BSR’s Aron Cramer: What’s changed since the meltdown?

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BSR’s Aron Cramer: What’s changed since the meltdown?

Marc Gunther, a veteran journalist, speaker, writer and consultant whose focus is business and sustainability, contributed this commentary to 3BL Media.
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BSR’s Aron Cramer: What’s changed since the meltdown?


The 3BL Media blog roll is a select list of the most influential, respected, and authoritative voices in corporate social responsibility. Compiled from the 3BL Media staff’s extensive contacts with longtime CSR commentators, these bloggersoffer relevant news, opinions, and ideas about all things CSR in one convenient place.  

Tuesday, September 15, 2009 - 12:18am


"This week’s guest post comes from Aron Cramer, the president and CEO of BSR (Business for Social Responsibility), a global business network and consultancy focused on sustainability. Aron’s a great guy, BSR’s an important organization, and its annual conference is a must for people like me who want to keep up with the goings-on in corporate responsibility. Aron’s worked closely with FORTUNE 500 companies  on issues ranging from climate change to labor rights in poor countries to Internet freedoms in China. Here, he looks back at the collapse of Lehman Brothers and the ensuing decline in the public’s trust in business and asks what, if anything, can be done to restore trust.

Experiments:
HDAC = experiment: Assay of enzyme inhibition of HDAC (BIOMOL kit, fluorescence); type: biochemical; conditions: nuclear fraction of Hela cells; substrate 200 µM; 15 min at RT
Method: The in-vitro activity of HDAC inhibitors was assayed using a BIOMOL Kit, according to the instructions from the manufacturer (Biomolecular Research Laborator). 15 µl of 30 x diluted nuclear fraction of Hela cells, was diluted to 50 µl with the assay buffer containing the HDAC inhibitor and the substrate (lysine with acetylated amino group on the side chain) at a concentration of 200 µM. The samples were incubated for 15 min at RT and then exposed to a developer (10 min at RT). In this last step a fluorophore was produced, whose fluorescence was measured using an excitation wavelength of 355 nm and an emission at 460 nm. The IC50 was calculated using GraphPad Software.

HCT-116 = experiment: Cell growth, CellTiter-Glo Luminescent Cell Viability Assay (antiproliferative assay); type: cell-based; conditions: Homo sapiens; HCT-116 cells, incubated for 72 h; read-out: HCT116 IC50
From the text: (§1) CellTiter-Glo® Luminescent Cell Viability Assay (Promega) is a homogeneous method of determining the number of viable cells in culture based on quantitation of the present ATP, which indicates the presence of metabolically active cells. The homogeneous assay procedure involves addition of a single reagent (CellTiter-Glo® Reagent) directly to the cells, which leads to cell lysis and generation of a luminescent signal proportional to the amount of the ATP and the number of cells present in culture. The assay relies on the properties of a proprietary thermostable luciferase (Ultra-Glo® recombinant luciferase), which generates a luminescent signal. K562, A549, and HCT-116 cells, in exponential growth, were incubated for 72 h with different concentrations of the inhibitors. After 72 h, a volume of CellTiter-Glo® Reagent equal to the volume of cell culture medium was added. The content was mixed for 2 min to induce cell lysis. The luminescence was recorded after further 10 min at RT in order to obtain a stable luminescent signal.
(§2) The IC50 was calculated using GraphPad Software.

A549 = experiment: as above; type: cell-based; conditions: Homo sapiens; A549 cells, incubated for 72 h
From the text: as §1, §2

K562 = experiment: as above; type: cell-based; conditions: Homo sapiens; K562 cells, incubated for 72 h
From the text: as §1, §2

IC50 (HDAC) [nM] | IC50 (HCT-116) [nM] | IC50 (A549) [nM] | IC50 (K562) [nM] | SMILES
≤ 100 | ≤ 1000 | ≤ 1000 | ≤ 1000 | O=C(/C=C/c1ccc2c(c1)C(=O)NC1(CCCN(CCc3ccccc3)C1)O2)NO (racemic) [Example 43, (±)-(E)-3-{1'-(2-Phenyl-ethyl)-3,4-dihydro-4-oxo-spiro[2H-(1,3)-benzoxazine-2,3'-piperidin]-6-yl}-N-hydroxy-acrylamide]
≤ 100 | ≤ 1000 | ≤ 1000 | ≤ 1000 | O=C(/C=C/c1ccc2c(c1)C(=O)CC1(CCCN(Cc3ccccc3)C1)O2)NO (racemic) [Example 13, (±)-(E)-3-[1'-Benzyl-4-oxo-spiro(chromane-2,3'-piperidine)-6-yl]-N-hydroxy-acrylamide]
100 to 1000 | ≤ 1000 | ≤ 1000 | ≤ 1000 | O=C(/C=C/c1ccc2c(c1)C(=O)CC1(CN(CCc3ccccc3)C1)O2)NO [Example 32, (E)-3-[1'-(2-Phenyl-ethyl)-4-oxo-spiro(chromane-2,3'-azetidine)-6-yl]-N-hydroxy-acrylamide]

At the start of 2009, only 36 percent of the U.S. public trusted business to “do what is right”—down dramatically from 59 percent one year before—according to surveys from the PR firm Edelman. By July, trust levels in business had recovered somewhat, to 48 percent. This represents improvement, but only over last year’s  depths. So just as with the economic recovery overall, it is far too early to declare victory.

For business, this is about more than winning a popularity contest. Without the public’s trust, the business climate is harder. Companies face cynical consumers, unhappy employees, and public officials who tap into this mood with punitive legislation: hardly the conditions most companies want and need.

And judging by the still raging debate over executive pay, anger at corporate practices remains intense.


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